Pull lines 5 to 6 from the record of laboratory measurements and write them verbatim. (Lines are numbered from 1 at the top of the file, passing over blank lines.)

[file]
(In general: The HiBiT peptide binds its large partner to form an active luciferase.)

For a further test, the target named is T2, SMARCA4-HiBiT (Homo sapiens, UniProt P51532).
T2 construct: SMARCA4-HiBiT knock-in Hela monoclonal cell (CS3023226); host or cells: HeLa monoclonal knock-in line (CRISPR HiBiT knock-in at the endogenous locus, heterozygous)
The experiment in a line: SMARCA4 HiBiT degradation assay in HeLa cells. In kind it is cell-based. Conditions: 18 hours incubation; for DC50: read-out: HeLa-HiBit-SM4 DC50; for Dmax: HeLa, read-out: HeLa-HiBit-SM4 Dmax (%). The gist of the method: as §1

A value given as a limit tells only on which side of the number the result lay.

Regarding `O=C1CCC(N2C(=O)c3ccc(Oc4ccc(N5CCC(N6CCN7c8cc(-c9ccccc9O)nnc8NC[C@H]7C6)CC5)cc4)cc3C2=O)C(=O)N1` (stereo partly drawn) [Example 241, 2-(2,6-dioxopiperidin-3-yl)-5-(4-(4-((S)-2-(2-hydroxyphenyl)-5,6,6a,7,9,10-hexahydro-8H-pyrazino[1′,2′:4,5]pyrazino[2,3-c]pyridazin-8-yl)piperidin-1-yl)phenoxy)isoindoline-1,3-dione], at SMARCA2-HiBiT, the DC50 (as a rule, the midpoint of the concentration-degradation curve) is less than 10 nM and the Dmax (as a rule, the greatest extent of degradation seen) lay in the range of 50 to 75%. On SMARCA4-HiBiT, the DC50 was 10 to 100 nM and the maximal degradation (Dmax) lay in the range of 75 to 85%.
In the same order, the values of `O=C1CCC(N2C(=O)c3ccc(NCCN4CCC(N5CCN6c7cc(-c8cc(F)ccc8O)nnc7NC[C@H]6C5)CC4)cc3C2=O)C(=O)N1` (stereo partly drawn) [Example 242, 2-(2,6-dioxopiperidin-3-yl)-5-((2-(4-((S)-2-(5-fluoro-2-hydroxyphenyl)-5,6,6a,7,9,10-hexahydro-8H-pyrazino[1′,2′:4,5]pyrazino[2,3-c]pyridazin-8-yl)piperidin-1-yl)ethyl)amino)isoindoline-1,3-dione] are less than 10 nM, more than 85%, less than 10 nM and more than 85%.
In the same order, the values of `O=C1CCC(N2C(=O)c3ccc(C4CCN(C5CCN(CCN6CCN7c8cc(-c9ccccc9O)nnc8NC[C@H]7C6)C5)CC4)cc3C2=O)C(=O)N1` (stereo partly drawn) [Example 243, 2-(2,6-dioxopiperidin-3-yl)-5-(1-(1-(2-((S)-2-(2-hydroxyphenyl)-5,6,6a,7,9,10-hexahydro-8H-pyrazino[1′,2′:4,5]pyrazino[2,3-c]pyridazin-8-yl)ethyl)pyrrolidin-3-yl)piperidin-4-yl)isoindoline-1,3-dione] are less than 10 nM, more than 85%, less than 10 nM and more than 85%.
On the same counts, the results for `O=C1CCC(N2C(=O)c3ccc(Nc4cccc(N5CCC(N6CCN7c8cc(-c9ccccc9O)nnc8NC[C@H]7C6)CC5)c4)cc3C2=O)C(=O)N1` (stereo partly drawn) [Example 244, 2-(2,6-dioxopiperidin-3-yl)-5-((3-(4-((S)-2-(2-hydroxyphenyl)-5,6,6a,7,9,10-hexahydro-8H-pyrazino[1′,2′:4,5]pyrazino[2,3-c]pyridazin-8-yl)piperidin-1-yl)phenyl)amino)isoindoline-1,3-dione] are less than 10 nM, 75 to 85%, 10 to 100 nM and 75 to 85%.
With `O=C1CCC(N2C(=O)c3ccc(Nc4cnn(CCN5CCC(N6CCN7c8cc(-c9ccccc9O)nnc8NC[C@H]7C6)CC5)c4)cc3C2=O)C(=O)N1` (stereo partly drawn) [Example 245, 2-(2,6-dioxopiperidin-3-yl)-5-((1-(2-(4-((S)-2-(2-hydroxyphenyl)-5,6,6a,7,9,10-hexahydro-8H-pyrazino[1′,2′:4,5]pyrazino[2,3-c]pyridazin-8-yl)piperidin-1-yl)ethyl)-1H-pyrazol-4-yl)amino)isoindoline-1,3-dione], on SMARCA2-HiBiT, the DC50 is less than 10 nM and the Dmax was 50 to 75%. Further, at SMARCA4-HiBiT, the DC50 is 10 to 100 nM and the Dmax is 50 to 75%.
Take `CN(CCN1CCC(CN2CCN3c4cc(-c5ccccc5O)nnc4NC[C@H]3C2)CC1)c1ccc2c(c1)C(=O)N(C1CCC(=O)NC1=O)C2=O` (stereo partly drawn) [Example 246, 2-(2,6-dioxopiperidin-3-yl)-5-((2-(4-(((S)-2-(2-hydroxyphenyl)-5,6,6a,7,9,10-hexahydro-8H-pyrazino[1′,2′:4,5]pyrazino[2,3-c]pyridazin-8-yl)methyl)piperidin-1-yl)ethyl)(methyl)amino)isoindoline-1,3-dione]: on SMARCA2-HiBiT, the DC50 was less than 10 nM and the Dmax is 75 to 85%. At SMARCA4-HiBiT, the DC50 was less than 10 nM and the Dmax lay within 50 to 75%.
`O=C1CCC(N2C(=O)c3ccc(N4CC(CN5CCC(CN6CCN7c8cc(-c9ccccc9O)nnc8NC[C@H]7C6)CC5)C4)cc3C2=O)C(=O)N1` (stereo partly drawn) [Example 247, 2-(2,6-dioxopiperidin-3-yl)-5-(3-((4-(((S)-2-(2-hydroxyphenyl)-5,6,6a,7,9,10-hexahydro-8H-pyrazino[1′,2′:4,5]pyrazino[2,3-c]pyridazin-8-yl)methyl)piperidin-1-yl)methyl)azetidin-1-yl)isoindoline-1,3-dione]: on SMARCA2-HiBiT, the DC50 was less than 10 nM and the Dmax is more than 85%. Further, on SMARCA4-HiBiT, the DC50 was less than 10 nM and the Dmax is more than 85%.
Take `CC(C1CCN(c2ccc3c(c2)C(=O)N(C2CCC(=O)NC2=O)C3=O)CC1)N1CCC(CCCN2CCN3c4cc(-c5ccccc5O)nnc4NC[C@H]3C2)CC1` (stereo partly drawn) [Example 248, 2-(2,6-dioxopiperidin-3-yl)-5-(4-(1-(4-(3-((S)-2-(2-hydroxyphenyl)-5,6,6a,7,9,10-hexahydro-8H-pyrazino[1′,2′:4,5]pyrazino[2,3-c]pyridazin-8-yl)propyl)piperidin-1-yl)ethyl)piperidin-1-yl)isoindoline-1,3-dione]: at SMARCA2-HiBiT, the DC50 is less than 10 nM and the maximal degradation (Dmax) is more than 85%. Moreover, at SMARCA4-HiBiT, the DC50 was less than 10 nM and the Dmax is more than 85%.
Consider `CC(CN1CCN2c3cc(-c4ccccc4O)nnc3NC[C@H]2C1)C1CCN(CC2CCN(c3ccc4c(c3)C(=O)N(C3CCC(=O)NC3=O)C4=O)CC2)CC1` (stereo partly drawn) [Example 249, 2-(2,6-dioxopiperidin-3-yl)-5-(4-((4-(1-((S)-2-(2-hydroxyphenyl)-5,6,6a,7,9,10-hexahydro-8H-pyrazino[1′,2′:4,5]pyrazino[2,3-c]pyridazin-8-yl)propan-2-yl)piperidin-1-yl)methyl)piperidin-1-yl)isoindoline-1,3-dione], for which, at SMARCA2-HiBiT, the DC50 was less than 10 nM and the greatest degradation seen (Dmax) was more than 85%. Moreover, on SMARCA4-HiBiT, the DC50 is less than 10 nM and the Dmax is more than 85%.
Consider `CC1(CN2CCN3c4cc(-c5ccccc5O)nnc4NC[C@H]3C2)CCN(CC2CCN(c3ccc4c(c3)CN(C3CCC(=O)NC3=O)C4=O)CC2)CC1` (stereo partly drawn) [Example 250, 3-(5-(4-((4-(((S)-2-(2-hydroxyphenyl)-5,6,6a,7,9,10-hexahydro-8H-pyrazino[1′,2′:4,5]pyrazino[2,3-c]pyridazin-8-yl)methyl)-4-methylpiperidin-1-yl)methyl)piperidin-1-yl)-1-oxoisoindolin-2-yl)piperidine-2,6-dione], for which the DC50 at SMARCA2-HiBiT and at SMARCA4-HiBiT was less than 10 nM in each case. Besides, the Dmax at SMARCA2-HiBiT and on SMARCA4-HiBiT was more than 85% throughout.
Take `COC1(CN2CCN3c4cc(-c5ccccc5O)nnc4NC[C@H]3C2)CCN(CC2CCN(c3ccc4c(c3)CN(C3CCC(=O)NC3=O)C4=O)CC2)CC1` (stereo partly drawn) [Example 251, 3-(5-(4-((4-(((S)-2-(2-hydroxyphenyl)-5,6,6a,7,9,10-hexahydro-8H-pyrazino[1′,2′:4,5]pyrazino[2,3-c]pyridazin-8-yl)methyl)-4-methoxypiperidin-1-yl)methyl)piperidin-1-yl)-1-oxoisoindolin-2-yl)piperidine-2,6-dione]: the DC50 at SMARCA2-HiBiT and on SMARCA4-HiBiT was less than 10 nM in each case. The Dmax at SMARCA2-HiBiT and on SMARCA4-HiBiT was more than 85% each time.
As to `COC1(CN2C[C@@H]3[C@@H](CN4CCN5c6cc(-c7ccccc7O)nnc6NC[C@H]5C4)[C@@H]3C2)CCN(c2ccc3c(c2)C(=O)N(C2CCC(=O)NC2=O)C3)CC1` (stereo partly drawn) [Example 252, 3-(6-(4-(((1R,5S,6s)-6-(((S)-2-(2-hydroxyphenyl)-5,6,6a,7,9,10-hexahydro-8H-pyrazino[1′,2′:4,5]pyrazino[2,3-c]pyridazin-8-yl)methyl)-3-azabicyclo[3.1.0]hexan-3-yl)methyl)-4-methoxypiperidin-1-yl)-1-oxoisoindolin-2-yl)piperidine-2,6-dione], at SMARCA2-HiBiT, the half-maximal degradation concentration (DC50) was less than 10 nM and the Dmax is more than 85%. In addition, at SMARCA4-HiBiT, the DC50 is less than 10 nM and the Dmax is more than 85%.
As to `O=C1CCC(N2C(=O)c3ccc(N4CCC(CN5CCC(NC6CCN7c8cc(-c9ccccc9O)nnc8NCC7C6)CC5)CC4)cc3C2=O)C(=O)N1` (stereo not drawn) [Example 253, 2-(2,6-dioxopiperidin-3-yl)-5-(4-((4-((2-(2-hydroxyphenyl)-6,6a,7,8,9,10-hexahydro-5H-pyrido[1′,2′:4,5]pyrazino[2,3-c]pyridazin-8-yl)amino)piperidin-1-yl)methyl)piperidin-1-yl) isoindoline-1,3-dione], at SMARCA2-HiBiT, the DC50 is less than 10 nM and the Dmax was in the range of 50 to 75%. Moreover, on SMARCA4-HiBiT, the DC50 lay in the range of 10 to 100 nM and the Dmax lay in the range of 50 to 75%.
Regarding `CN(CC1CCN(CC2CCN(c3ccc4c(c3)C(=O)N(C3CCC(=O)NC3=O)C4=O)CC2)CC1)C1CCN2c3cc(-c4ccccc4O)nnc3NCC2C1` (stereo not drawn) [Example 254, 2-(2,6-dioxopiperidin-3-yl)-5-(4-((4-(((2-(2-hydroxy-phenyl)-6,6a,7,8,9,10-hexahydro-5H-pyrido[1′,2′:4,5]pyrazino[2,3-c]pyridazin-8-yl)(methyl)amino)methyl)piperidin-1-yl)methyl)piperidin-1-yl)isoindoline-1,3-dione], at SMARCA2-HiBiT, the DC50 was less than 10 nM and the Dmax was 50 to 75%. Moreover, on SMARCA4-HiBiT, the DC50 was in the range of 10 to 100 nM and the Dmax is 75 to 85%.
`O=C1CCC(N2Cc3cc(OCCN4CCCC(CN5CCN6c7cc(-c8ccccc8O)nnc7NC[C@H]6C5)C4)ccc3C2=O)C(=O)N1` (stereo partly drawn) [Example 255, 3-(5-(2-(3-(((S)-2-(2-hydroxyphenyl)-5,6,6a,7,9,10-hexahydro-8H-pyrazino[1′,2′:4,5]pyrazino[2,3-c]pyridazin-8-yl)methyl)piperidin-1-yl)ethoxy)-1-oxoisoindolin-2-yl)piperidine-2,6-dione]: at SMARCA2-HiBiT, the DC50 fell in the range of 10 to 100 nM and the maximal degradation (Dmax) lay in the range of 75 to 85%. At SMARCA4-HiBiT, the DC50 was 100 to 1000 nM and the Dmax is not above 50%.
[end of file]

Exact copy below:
A value given as a limit tells only on which side of the number the result lay.

Regarding `O=C1CCC(N2C(=O)c3ccc(Oc4ccc(N5CCC(N6CCN7c8cc(-c9ccccc9O)nnc8NC[C@H]7C6)CC5)cc4)cc3C2=O)C(=O)N1` (stereo partly drawn) [Example 241, 2-(2,6-dioxopiperidin-3-yl)-5-(4-(4-((S)-2-(2-hydroxyphenyl)-5,6,6a,7,9,10-hexahydro-8H-pyrazino[1′,2′:4,5]pyrazino[2,3-c]pyridazin-8-yl)piperidin-1-yl)phenoxy)isoindoline-1,3-dione], at SMARCA2-HiBiT, the DC50 (as a rule, the midpoint of the concentration-degradation curve) is less than 10 nM and the Dmax (as a rule, the greatest extent of degradation seen) lay in the range of 50 to 75%. On SMARCA4-HiBiT, the DC50 was 10 to 100 nM and the maximal degradation (Dmax) lay in the range of 75 to 85%.